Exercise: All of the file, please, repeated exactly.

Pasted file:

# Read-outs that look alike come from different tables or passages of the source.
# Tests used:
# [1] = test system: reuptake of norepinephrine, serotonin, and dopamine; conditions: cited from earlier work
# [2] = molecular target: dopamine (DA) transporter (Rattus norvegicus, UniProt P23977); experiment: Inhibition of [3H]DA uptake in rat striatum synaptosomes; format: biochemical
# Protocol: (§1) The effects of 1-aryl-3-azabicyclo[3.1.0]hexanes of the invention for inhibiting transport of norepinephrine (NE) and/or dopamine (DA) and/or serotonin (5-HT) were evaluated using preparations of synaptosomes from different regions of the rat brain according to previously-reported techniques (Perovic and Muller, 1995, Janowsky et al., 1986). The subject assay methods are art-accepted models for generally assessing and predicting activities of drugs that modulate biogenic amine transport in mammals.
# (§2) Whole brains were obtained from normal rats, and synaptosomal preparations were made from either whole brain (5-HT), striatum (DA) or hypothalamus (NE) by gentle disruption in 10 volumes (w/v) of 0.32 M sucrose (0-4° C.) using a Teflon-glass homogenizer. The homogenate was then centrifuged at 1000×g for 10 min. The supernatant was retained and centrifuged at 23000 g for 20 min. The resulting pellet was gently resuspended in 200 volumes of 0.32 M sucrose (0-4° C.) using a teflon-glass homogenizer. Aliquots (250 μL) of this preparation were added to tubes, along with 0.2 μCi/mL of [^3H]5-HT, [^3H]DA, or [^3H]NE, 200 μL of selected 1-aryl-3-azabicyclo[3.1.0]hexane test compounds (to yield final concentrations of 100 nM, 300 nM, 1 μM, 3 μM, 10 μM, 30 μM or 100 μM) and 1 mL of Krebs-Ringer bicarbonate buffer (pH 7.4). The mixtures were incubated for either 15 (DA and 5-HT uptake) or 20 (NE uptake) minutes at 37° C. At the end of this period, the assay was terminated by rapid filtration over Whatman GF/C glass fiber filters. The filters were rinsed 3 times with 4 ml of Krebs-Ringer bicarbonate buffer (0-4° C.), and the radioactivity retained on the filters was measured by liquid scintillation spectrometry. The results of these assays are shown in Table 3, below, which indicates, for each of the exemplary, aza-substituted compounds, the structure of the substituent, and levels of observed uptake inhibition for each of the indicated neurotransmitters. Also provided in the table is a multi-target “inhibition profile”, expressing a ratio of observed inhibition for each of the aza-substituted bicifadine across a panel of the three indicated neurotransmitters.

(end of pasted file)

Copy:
# Read-outs that look alike come from different tables or passages of the source.
# Tests used:
# [1] = test system: reuptake of norepinephrine, serotonin, and dopamine; conditions: cited from earlier work
# [2] = molecular target: dopamine (DA) transporter (Rattus norvegicus, UniProt P23977); experiment: Inhibition of [3H]DA uptake in rat striatum synaptosomes; format: biochemical
# Protocol: (§1) The effects of 1-aryl-3-azabicyclo[3.1.0]hexanes of the invention for inhibiting transport of norepinephrine (NE) and/or dopamine (DA) and/or serotonin (5-HT) were evaluated using preparations of synaptosomes from different regions of the rat brain according to previously-reported techniques (Perovic and Muller, 1995, Janowsky et al., 1986). The subject assay methods are art-accepted models for generally assessing and predicting activities of drugs that modulate biogenic amine transport in mammals.
# (§2) Whole brains were obtained from normal rats, and synaptosomal preparations were made from either whole brain (5-HT), striatum (DA) or hypothalamus (NE) by gentle disruption in 10 volumes (w/v) of 0.32 M sucrose (0-4° C.) using a Teflon-glass homogenizer. The homogenate was then centrifuged at 1000×g for 10 min. The supernatant was retained and centrifuged at 23000 g for 20 min. The resulting pellet was gently resuspended in 200 volumes of 0.32 M sucrose (0-4° C.) using a teflon-glass homogenizer. Aliquots (250 μL) of this preparation were added to tubes, along with 0.2 μCi/mL of [^3H]5-HT, [^3H]DA, or [^3H]NE, 200 μL of selected 1-aryl-3-azabicyclo[3.1.0]hexane test compounds (to yield final concentrations of 100 nM, 300 nM, 1 μM, 3 μM, 10 μM, 30 μM or 100 μM) and 1 mL of Krebs-Ringer bicarbonate buffer (pH 7.4). The mixtures were incubated for either 15 (DA and 5-HT uptake) or 20 (NE uptake) minutes at 37° C. At the end of this period, the assay was terminated by rapid filtration over Whatman GF/C glass fiber filters. The filters were rinsed 3 times with 4 ml of Krebs-Ringer bicarbonate buffer (0-4° C.), and the radioactivity retained on the filters was measured by liquid scintillation spectrometry. The results of these assays are shown in Table 3, below, which indicates, for each of the exemplary, aza-substituted compounds, the structure of the substituent, and levels of observed uptake inhibition for each of the indicated neurotransmitters. Also provided in the table is a multi-target “inhibition profile”, expressing a ratio of observed inhibition for each of the aza-substituted bicifadine across a panel of the three indicated neurotransmitters.